Before the Storm: Memories of My Youth in Old Prussia by Marion Countess Dönhoff, translated by Jean Steinberg, foreword by George F. Kennan
Weit ist der Weg nach Osten: Berichte und Betrachtungen aus funf Jahrzehnten by Marion Gräfin Dönhoff
Foe into Friend: The Makers of the New Germany from Konrad Adenauer to Helmut Schmidt by Marion Dönhoff, translated by Gabriele Annan
PreussenMass und Masslosigkeit by Marion Gräfin Dönhoff
Amongst Women by John McGahern
Lies of Silence by Brian Moore
The Innocent by Ian McEwan
Forgers and Critics: Creativity and Duplicity in Western Scholarship by Anthony Grafton
The Decline and Fall of the British Aristocracy by David Cannadine
Tenured Radicals: How Politics Has Corrupted Our Higher Education by Roger Kimball
The Politics of Liberal Education Winter 1990, Vol. 89, No. 1). edited by Darryl L. Gless, edited by Barbara Herrnstein Smith
The Voice of Liberal Learning: Michael Oakeshott on Education edited by Timothy Fuller
Coleridge: Early Visions by Richard Holmes
Alabi’s World by Richard Price
Caligula: The Corruption of Power by Anthony A. Barrett
Claudius by Barbara Levick
India’s Bene Israel: A Comprehensive Inquiry and Sourcebook by Shirley Berry Isenberg
Jews in British India: Identity in a Colonial Era by Joan G. Roland
Empire of Liberty: The Statecraft of Thomas Jefferson by Robert W. Tucker, by David C. Hendrickson
Revolutionary Dreams: Utopian Vision and Experimental Life in the Russian Revolution by Richard Stites
Revolution and Culture: The Bogdanov-Lenin Controversy by Zenovia A. Sochor
The Names of Comedy by Anne Barton
Robert M. Adams (1915-1996) was a founding editor of the Norton Anthology of English Literature. He taught at the University of Wisconsin, Rutgers, Cornell and U.C.L.A. His scholarly interested ranged from Milton to Joyce, and his translations of many classic works of French literature continue to be read to this day.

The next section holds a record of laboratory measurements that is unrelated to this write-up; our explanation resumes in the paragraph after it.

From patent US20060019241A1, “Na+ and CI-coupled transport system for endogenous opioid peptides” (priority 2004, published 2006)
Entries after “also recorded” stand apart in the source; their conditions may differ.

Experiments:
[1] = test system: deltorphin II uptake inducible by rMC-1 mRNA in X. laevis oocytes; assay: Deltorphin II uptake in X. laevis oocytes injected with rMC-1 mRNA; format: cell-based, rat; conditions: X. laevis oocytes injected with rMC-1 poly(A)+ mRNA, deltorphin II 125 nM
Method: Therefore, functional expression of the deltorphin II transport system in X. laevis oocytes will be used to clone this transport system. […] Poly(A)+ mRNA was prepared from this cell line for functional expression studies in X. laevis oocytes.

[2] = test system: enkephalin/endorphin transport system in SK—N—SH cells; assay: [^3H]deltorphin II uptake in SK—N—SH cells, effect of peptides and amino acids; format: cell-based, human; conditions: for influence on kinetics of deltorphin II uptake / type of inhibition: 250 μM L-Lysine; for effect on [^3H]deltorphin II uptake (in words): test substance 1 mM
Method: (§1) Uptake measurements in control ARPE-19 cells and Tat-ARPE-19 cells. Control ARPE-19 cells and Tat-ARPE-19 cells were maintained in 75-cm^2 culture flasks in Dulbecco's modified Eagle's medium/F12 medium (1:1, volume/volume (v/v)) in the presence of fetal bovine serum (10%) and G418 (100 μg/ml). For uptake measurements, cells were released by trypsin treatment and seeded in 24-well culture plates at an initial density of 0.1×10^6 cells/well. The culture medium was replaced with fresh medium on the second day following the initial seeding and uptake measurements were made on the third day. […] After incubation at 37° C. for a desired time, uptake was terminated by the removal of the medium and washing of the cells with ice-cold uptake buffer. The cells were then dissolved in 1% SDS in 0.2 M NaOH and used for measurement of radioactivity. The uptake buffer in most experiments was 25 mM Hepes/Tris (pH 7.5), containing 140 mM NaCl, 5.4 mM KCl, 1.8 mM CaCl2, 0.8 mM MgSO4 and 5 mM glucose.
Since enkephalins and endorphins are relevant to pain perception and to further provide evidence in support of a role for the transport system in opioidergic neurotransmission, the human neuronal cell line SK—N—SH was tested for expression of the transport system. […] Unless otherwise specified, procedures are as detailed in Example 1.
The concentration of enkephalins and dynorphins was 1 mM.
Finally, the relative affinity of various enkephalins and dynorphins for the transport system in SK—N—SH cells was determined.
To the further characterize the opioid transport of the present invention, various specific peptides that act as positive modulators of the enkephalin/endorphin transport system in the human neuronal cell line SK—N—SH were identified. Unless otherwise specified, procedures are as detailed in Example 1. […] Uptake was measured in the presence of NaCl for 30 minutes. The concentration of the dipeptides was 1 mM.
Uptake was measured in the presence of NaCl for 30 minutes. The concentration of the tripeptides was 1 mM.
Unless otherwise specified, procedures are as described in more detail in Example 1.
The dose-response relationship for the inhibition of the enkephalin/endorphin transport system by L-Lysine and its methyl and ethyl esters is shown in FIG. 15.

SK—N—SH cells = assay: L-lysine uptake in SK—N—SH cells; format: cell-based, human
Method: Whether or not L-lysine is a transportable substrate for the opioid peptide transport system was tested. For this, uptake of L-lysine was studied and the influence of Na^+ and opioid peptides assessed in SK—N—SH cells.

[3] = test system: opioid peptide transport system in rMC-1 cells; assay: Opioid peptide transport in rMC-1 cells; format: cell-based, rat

Richard Dorment is the art critic of the Daily Telegraph. Among the exhibitions he has organized is “James McNeill Whistler,” seen at the Tate Gallery, London, the Musée d’Orsay, Paris, and the National Gallery of Art, Washington, D.C. (June 2013)
Noel Annan (1916–2000) was a British military intelligence officer and scholar of European history. His works include Leslie Stephen and Our Age, Changing Enemies: The Defeat and Regeneration of Germany, and The Curious Strength of Positivism in English Political Thought.
John Banville was born in Wexford, Ireland in 1945. He is the author of many novels, including The Book of Evidence, The Untouchable, Eclipse, The Sea (winner of the Man Booker Prize), and Ancient Light. As Benjamin Black he has written six crime novels, including Vengeance.
E. J. Hobsbawm (1918–1987) was a British historian. Born in Egypt, he was educated at Cambridge; he taught at Birkbeck College and The New School. His works include The Age of Extremes; Globalisation, Democracy and Terrorism; and On Empire.
Eric L. McKitrick (1920–2002) was a historian of the United States. Educated at Columbia, McKitrick taught at the University of Chicago and Rutgers before returning to Columbia in 1960. He is perhaps best known for Andrew Johnson and Reconstruction; his other works treated slavery and the American South, as well as the history of the American party system.
Octavio Paz (1914-1998) was born in Mexico City, and his extraordinarily busy and fruitful life took him from civil-war Spain to surrealist Paris, from US universities to the Mexican embassy in New Delhi, where he served for six years as ambassador before resigning in protest after his government’s suppression of student demonstrations at the 1968 Olympic Games. A great poet, Paz was also the author of many essays and a study of Mexican identity, The Labyrinth of Solitude, as well as the founder and editor of two important journals, Plural and Vuelta. Octavio Paz received the Nobel Prize for Literature in 1990.
Richard C. Lewontin is Alexander Agassiz Professor of Zoology and Professor of Biology at Harvard University. He is the author of The Genetic Basis of Evolutionary Change and Biology as Ideology, and the co-author of The Dialectical Biologist (with Richard Levins) and Not in Our Genes (with Steven Rose and Leon Kamin).
M. F. Perutz (1914–2002) was an Austrian molecular biologist. He was awarded the Nobel Prize for Chemistry in 1962. He is the author of Is Science Necessary?, Protein Structure, and I Wish I’d Made You Angry Earlier.
Hugh Lloyd-Jones is the Regius Professor of Greek Emeritus at Oxford University. His many books include The Justice of Zeus, the Oxford Text of Sophocles, and three volumes of Sophocles for the Loeb Classical Library. (December 2000)
Oliver Sacks is a physician and the author of ten books, including The Man Who Mistook His Wife for a Hat, Awakenings, An Anthropologist on Mars, and Musicophilia. He lives in New York City, where he is a professor of neurology at the NYU School of Medicine. His latest book, Hallucinations, was published in November 2012.